- The 1.5 per cent tax on income generated through digital transactions to be paid by the business will increase their cost of operation.
- Online services have been growing quick and fast in the country as mobile and internet penetration also grows.
Kenyans will have to dig deeper in their pockets to get online services after the digital service tax(DST) took effect from January 1 2021.
The 1.5 per cent tax on income generated through digital transactions to be paid by the business will increase their cost of operation, which will in turn trickle down to the consumer.
Online services have been growing quick and fast in the country as mobile and internet penetration also grows.
Internet subscriptions in Kenya rose about 5.1 percent between April and June 2020 as demand for the service surged amid stay-at-home measures due to the pandemic.
Subscriptions increased to 40.9 million in the quarter ending June from 38.9 million in the period ending March, data from the Communication Authority of Kenya shows.
From online taxi-hailing platforms to streaming sites and subscription-based digital newspapers there will be an increase in cost as the firms such as Uber, Netflix will be expected to pay tax for services rendered and paid for.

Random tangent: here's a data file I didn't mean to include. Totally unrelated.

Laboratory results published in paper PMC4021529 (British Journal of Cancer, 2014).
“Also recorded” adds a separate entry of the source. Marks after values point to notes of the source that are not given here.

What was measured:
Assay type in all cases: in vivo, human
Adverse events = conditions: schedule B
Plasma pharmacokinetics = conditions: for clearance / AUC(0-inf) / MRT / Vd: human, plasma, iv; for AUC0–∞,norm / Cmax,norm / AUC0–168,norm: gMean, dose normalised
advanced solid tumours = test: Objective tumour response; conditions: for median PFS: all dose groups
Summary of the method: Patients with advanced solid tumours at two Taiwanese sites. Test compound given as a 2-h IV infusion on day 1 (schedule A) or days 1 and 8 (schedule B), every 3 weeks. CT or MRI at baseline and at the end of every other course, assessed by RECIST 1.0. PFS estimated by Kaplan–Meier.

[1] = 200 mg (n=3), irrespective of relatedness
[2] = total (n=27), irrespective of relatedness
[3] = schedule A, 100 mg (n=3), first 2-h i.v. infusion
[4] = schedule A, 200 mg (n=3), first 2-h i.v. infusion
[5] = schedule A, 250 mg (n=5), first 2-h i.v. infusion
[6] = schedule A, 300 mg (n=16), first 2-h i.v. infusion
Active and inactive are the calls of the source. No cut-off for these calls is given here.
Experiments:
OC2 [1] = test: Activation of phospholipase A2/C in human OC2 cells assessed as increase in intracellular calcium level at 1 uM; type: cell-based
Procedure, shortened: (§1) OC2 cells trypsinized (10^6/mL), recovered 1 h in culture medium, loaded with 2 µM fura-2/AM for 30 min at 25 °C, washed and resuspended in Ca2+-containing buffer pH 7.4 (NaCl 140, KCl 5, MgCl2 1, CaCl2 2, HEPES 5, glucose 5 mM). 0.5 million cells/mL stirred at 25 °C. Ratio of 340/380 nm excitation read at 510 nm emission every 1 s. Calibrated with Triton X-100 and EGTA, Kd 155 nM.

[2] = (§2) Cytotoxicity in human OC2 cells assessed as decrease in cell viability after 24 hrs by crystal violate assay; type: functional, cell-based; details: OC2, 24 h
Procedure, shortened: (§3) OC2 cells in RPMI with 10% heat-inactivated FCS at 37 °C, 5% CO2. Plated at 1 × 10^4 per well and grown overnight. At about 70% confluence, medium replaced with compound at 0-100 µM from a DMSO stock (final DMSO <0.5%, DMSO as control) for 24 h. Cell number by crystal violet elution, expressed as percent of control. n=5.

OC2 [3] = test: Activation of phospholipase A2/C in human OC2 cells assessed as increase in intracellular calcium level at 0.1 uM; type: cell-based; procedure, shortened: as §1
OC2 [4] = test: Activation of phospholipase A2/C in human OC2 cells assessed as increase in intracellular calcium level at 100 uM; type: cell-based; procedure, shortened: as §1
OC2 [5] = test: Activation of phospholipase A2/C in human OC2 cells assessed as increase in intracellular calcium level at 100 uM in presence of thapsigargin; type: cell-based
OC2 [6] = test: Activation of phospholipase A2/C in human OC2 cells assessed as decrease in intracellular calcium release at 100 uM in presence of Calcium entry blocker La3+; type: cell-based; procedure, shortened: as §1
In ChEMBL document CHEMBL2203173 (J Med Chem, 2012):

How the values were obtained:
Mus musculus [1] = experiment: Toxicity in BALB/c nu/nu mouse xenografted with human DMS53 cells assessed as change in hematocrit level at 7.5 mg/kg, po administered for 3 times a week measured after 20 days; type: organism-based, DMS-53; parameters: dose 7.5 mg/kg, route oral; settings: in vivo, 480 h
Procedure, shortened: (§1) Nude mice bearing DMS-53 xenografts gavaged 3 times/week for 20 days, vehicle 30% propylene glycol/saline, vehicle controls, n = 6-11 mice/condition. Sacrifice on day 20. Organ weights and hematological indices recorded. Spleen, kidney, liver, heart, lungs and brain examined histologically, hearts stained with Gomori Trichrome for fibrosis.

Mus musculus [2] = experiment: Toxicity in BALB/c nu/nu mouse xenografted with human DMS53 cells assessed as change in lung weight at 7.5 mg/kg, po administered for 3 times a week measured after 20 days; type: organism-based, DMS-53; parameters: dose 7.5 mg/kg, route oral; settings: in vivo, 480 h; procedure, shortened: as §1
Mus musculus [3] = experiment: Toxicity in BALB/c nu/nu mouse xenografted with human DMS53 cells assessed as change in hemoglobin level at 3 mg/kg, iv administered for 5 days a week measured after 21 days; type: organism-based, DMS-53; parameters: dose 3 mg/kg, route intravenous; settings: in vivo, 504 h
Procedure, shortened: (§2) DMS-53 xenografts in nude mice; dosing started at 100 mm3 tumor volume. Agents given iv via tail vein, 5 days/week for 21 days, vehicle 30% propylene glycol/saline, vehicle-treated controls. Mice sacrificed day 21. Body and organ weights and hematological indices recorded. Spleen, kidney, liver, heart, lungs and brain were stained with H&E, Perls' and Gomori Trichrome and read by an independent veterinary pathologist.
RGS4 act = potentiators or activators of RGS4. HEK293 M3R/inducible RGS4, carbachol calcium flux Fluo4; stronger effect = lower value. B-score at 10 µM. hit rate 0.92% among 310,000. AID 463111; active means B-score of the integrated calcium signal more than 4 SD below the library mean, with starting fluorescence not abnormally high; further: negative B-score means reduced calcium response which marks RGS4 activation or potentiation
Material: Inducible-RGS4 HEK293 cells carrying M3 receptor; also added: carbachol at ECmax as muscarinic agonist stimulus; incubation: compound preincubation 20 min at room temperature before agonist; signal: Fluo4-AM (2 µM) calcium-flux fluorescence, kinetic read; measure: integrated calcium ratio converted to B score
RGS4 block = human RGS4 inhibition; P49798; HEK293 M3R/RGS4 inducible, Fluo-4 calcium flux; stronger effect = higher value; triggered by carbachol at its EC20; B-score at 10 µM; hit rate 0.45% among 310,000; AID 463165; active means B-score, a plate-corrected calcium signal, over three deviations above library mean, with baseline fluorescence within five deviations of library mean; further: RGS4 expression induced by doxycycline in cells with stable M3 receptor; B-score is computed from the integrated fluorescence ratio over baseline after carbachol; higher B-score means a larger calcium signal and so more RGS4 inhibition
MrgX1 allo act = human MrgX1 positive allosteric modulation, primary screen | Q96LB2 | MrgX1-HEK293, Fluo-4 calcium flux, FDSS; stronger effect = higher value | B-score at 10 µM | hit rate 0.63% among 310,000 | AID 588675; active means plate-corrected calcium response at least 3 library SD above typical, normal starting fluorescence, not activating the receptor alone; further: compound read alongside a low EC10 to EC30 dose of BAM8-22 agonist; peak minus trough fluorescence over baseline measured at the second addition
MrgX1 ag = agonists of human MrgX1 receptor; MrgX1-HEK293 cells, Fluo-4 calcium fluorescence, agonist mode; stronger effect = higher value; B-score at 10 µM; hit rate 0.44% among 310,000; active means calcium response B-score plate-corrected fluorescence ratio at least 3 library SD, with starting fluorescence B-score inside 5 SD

“The DST is charged at 1.5 per cent of the gross transaction value and shall be payable by a person whose income from service is derived from or accrues in Kenya through a digital market place,” the Kenya Revenue Authority said in a statement.
The tax shall be due at the time of transfer of payment for the service to the service provider.
For non-residents and companies without a permanent establishment in Kenya, the Digital Service Tax will be a final tax
The Covid-19 pandemic accelerated the paradigm shift on the digital space as people stayed at home and surfed more.
The evolution of the digital market place, took centre stage during the tax summit organised by the Kenya Revenue Authority (KRA) last November.
Participants at the t summit drawn from various parts of the world, unanimously noted that there is a need for the tax administrations to adjust to this reality by identifying and implementing a modern tax collection mechanism that aligns to online business models.
Digitisation experts and researchers predicted that by 2021, the digital marketplace would account for more than 40 per cent of the online retail market.
The introduction of DST establishes a level playing ground for all business, hence promotes equity.
Apart from levelling the ground for businesses, DST will also expand the tax base to a significant extent. KRA projects to collect more than Sh5 billion in the first six months of implementation of this new tax head.